Written by Jonathan Breeden
A prenup is a written agreement that is signed before a marriage. It outlines what will happen to marital property in the unfortunate event of a separation, divorce, or death. Contrary to popular belief, prenups are not just for the wealthy. People of all income levels can benefit from these agreements in order to protect their financial future.
So are you wondering if you need a prenup? Learn more in the video below:
Below is a list of signs that can help you determine whether a prenup is right for you. If you are seeking legal assistance with drafting one, contact skilled North Carolina prenuptial lawyer Jonathan Breeden of Breeden Law Office at (919) 661-4970 to schedule a consultation.
Despite the amount of money or other assets you have, you should consider a prenuptial agreement for a number of reasons, including:
You Own a Business
If you are a business owner, your business is likely one of your largest assets. A prenup can protect your business and prevent a divorce from causing a fight over ownership. Even if your business is fairly new and you are unsure of how it will pan out, a prenup is a smart choice.
You Plan to Quit Working
Sometimes one spouse gives up their career in order to stay home with their children. If this sounds like something you will do, know that you will be placed in a difficult spot financially if your marriage comes to an end. A prenup can indicate what type of support your income-earning spouse may provide you if a divorce arises.
You Have Children from a Previous Relationship
If you have children from a previous relationship, a prenup is a must. It can prevent disinheritance and ensure that a portion of your assets are transferred to them upon your death.
You Manage Money Differently Than Your Spouse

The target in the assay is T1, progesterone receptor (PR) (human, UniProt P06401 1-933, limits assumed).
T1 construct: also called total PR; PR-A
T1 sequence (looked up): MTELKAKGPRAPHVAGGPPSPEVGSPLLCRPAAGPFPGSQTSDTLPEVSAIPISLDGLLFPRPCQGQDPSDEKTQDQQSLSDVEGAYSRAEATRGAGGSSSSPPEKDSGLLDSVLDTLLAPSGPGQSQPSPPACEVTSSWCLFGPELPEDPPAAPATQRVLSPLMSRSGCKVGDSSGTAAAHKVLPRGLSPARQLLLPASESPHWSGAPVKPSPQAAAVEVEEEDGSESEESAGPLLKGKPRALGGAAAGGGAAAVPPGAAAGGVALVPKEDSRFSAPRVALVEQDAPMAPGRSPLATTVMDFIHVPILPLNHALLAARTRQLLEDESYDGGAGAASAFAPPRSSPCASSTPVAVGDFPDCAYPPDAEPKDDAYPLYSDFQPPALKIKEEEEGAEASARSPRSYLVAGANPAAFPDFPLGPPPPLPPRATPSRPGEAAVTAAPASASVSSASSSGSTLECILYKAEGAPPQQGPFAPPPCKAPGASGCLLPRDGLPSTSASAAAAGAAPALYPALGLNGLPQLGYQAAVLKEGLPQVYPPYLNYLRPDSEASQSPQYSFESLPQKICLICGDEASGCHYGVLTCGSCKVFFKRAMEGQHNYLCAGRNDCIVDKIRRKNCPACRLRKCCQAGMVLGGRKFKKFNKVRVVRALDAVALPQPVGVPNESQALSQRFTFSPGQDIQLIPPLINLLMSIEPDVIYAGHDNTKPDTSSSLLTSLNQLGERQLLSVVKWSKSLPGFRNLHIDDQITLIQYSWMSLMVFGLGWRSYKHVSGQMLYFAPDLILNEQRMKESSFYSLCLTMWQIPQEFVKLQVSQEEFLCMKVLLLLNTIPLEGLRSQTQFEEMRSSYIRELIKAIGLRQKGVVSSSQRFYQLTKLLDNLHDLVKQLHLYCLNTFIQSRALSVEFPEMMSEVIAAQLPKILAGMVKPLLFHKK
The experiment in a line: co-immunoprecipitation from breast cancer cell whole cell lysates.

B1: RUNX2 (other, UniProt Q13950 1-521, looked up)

If you consider yourself a saver with a hefty 401K account and your spouse-to-be is a big spender with credit card debt, you manage money differently. A prenup can help both of you get on the same page about money management and avoid future conflicts. Additionally, a prenup can protect you from being responsible from your partner’s debts if your marriage does not work out.
You Carry Less Debt Than Your Spouse
Marital debt is usually divided in some way among a divorcing couple. If you got through college on a full scholarship and your spouse has a significant amount of student loans, you may be responsible for their debt if you do not sign a prenup. A prenup can state that the partner who incurred the debt will be accountable for it if a marital split arises.
You Expect a Large Inheritance
If you expect to receive a large inheritance from a family member over the course of your marriage, a prenup can protect it from being divided upon a divorce. A prenup can also specify that your family heirlooms remain in your possession if your marriage ends.
You Earn Substantially Less Than Your Spouse
If you earn substantially less than your spouse, a divorce can take a serious toll on your financial well-being in the event of a divorce. A prenup that includes language that allows for alimony or a greater division of property can save your financial future.
If you are getting married, you should reach out to Jonathan Breeden, an experienced North Carolina prenuptial lawyer today. Breeden Law Office has helped countless couples draft prenuptial agreements that have allowed them to form a stronger martial bond and provided them with peace of mind. Contact us today at (919) 661-4970.